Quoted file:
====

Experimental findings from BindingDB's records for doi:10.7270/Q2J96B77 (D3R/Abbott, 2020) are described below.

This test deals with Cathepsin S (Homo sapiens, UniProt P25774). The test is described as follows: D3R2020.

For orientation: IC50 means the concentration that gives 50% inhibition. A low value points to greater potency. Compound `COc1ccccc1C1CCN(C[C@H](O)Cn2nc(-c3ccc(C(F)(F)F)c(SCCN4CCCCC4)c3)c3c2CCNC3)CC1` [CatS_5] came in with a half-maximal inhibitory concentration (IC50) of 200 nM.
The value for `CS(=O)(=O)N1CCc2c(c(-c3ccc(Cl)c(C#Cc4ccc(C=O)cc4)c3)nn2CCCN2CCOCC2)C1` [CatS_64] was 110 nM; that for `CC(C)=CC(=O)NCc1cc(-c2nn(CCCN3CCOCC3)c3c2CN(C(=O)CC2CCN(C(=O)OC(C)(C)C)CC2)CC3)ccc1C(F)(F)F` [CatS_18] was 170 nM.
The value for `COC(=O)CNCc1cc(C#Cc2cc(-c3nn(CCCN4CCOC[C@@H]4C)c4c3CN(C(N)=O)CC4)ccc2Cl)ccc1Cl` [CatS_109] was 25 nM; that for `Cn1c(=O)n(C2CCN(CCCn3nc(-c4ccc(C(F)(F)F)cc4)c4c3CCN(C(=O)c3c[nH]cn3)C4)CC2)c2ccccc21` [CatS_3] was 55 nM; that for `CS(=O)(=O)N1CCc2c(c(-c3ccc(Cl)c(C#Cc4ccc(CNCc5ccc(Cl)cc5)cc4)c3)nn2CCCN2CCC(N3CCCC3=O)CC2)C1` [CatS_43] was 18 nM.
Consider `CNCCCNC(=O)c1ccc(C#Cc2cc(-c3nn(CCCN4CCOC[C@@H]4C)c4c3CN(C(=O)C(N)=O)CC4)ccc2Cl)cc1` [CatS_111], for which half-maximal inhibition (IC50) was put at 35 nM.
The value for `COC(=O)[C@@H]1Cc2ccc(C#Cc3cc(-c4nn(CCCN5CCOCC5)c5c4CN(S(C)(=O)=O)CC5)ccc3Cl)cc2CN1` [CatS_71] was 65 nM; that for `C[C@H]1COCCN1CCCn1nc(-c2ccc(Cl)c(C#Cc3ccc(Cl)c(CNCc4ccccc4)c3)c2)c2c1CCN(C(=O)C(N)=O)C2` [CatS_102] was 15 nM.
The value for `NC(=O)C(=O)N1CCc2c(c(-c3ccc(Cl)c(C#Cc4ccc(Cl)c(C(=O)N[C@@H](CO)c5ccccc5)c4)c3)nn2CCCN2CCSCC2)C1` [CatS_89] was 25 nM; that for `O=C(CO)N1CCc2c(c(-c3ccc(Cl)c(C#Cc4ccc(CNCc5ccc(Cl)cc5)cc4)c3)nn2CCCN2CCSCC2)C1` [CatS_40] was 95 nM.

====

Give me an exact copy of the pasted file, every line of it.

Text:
Experimental findings from BindingDB's records for doi:10.7270/Q2J96B77 (D3R/Abbott, 2020) are described below.

This test deals with Cathepsin S (Homo sapiens, UniProt P25774). The test is described as follows: D3R2020.

For orientation: IC50 means the concentration that gives 50% inhibition. A low value points to greater potency. Compound `COc1ccccc1C1CCN(C[C@H](O)Cn2nc(-c3ccc(C(F)(F)F)c(SCCN4CCCCC4)c3)c3c2CCNC3)CC1` [CatS_5] came in with a half-maximal inhibitory concentration (IC50) of 200 nM.
The value for `CS(=O)(=O)N1CCc2c(c(-c3ccc(Cl)c(C#Cc4ccc(C=O)cc4)c3)nn2CCCN2CCOCC2)C1` [CatS_64] was 110 nM; that for `CC(C)=CC(=O)NCc1cc(-c2nn(CCCN3CCOCC3)c3c2CN(C(=O)CC2CCN(C(=O)OC(C)(C)C)CC2)CC3)ccc1C(F)(F)F` [CatS_18] was 170 nM.
The value for `COC(=O)CNCc1cc(C#Cc2cc(-c3nn(CCCN4CCOC[C@@H]4C)c4c3CN(C(N)=O)CC4)ccc2Cl)ccc1Cl` [CatS_109] was 25 nM; that for `Cn1c(=O)n(C2CCN(CCCn3nc(-c4ccc(C(F)(F)F)cc4)c4c3CCN(C(=O)c3c[nH]cn3)C4)CC2)c2ccccc21` [CatS_3] was 55 nM; that for `CS(=O)(=O)N1CCc2c(c(-c3ccc(Cl)c(C#Cc4ccc(CNCc5ccc(Cl)cc5)cc4)c3)nn2CCCN2CCC(N3CCCC3=O)CC2)C1` [CatS_43] was 18 nM.
Consider `CNCCCNC(=O)c1ccc(C#Cc2cc(-c3nn(CCCN4CCOC[C@@H]4C)c4c3CN(C(=O)C(N)=O)CC4)ccc2Cl)cc1` [CatS_111], for which half-maximal inhibition (IC50) was put at 35 nM.
The value for `COC(=O)[C@@H]1Cc2ccc(C#Cc3cc(-c4nn(CCCN5CCOCC5)c5c4CN(S(C)(=O)=O)CC5)ccc3Cl)cc2CN1` [CatS_71] was 65 nM; that for `C[C@H]1COCCN1CCCn1nc(-c2ccc(Cl)c(C#Cc3ccc(Cl)c(CNCc4ccccc4)c3)c2)c2c1CCN(C(=O)C(N)=O)C2` [CatS_102] was 15 nM.
The value for `NC(=O)C(=O)N1CCc2c(c(-c3ccc(Cl)c(C#Cc4ccc(Cl)c(C(=O)N[C@@H](CO)c5ccccc5)c4)c3)nn2CCCN2CCSCC2)C1` [CatS_89] was 25 nM; that for `O=C(CO)N1CCc2c(c(-c3ccc(Cl)c(C#Cc4ccc(CNCc5ccc(Cl)cc5)cc4)c3)nn2CCCN2CCSCC2)C1` [CatS_40] was 95 nM.